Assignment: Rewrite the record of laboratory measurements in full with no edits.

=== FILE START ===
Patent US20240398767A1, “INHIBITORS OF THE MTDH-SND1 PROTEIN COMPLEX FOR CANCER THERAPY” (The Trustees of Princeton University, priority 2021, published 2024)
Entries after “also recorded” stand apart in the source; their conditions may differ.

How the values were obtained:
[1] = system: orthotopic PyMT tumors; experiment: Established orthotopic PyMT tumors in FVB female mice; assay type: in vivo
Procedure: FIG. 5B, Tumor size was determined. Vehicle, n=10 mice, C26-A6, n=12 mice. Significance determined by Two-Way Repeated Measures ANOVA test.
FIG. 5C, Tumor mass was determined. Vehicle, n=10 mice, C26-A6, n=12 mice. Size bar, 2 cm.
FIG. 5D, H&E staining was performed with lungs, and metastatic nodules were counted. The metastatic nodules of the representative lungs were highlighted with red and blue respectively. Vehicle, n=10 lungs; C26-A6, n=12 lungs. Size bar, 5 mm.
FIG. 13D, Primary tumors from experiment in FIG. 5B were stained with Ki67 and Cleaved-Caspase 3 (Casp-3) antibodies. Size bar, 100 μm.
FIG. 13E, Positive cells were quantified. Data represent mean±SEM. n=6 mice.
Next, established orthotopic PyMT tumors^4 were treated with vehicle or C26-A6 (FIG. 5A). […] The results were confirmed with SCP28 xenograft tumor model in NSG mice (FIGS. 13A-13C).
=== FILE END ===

Patent US20240398767A1, “INHIBITORS OF THE MTDH-SND1 PROTEIN COMPLEX FOR CANCER THERAPY” (The Trustees of Princeton University, priority 2021, published 2024)
Entries after “also recorded” stand apart in the source; their conditions may differ.

How the values were obtained:
[1] = system: orthotopic PyMT tumors; experiment: Established orthotopic PyMT tumors in FVB female mice; assay type: in vivo
Procedure: FIG. 5B, Tumor size was determined. Vehicle, n=10 mice, C26-A6, n=12 mice. Significance determined by Two-Way Repeated Measures ANOVA test.
FIG. 5C, Tumor mass was determined. Vehicle, n=10 mice, C26-A6, n=12 mice. Size bar, 2 cm.
FIG. 5D, H&E staining was performed with lungs, and metastatic nodules were counted. The metastatic nodules of the representative lungs were highlighted with red and blue respectively. Vehicle, n=10 lungs; C26-A6, n=12 lungs. Size bar, 5 mm.
FIG. 13D, Primary tumors from experiment in FIG. 5B were stained with Ki67 and Cleaved-Caspase 3 (Casp-3) antibodies. Size bar, 100 μm.
FIG. 13E, Positive cells were quantified. Data represent mean±SEM. n=6 mice.
Next, established orthotopic PyMT tumors^4 were treated with vehicle or C26-A6 (FIG. 5A). […] The results were confirmed with SCP28 xenograft tumor model in NSG mice (FIGS. 13A-13C).